1. December 2022 | Magazine:

Mail from … Irvine Five days of Summer School in California

A stay abroad does not always have to mean studying or working in another country for many months. Many universities around the world offer so-called summer schools. These usually one-week intensive courses can be used for professional, linguistic and intercultural training. The TU students Alexander Tank, Lara Jüschke, Daniel Tappe and Tobias Rönnicke did just that and spent a week in Irvine, California.

This is where we spent our stay:

We visited the University of California Irvine (UCI) – the Center for Embedded & Cyber-Physical Systems.

That’ s what we did in Irvine:

A one-week programme was held in Irvine as part of the BaCaTeC (Bavaria California Technology Center) under the format “The Wolfgang Hillen Summer School on Modeling and Design of Next Generation Self-X MPSoC Platforms”. The Summer School consisted of lectures and workshops.

The first day started with exciting lectures about the IPF 2.0 (Information Processing Factory project). The project takes up the idea that (future) complex microelectronic and embedded systems resemble a factory in which all processes and components interlock. This paradigm can be applied to various autonomous electronic systems, such as autonomous driving. In the context of IPF2.0, this paradigm is extended to distributed systems, e.g. autonomous trucks in platooning. Thus, many of the presentations were related to this topic. The presentations looked at autonomous driving from different research areas, including machine learning and in-vehicle resource management. The latter is the subject of research at the Institute of Computer and Network Engineering (IDA) at TU Braunschweig and deals with efficient data management with increasing data rates. At the end of the first day, all participants were invited to a BBQ on the “University Hills”, a residential area of the professors with its own pool and park.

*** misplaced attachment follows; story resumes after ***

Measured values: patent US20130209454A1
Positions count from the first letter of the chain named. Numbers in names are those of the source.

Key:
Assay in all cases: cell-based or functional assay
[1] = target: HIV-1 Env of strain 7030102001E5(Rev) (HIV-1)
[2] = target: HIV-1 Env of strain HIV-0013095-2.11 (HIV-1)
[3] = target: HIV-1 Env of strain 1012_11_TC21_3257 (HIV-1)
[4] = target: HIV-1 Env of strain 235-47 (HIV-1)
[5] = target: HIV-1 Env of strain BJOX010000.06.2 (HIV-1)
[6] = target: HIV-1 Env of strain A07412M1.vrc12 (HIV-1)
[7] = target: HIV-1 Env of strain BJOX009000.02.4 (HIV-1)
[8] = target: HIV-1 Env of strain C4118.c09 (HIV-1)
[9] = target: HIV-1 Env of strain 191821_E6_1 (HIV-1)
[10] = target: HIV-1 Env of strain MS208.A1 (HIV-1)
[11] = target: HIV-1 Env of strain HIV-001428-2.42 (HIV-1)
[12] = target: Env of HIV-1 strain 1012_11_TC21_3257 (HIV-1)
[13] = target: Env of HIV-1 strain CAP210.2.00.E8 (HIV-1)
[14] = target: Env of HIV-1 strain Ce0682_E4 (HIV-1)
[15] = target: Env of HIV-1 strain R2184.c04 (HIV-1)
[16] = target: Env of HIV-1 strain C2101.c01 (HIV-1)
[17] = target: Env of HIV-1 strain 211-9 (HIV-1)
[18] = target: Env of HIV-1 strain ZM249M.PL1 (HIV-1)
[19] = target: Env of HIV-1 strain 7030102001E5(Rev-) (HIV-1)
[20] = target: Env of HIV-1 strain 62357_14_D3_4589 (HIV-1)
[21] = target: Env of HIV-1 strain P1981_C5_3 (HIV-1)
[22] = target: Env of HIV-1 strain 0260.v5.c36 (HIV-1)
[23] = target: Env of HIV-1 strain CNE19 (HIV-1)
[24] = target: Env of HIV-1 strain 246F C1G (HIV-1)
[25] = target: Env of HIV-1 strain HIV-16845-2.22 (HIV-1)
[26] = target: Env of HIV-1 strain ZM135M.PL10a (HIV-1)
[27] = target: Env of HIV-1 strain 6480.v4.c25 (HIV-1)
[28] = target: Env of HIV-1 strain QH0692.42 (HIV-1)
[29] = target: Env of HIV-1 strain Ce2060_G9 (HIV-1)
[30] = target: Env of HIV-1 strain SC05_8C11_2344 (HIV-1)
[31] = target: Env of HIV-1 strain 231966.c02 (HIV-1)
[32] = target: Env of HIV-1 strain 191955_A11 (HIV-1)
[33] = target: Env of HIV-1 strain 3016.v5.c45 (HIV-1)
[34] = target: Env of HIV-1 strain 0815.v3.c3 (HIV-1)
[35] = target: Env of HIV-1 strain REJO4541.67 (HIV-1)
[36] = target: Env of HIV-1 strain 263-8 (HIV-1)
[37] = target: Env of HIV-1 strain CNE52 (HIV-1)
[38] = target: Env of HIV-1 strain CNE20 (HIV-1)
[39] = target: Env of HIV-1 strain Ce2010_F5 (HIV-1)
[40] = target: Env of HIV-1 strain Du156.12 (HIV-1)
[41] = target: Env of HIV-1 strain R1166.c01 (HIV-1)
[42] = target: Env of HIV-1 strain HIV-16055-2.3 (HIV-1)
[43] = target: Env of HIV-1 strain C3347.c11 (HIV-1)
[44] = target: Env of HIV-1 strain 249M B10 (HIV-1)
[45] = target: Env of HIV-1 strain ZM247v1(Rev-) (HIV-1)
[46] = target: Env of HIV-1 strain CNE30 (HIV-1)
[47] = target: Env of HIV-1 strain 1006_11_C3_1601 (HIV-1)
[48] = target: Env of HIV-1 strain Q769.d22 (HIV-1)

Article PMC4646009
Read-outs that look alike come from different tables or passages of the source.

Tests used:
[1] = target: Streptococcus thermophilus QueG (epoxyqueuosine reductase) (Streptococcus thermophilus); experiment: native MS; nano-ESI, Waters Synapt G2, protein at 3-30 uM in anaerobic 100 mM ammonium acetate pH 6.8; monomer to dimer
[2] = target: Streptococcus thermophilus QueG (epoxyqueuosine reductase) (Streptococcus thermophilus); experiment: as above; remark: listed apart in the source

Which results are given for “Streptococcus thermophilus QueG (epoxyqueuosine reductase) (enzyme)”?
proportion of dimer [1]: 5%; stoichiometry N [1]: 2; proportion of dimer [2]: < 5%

Visiting the beach on the last day of Summer School. From left: Dominik Stöhrmann, Tobias Rönnicke, Alex Bendrick, Alexander Tank, Lara Jüschke, Nora Sperling, Daniel Tappe (Credit: Alexander Tank)

Sunny and shady seating directly in front of the Engineering Tower on the UCI campus. (Credit: Alex Bendrick)

Design and simulation of vehicle networks - students in the "Distributed Data Management" workshop (Credit: Dominik Stöhrmann).

Sunset on the beach in Irvine while exploring the Irvine area with the other participants after the end of the workshops. (Credit: Alex Bendrick)

Working in the Truck Platooning Workshop: Before the software of the autonomously driving model trucks could be taken care of, a model building session was first necessary in which the trucks were assembled. (Credit: UCI)

Group photo with all participants of the Summer School. (Credit: UCI)

In the following days, we participated in workshops. In total, three workshops were offered for the students of UCI, TU Munich and TU Braunschweig:

  • Truck Platooning
  • Machine Learning Controller + FPGA ML
  • Distributed Data Management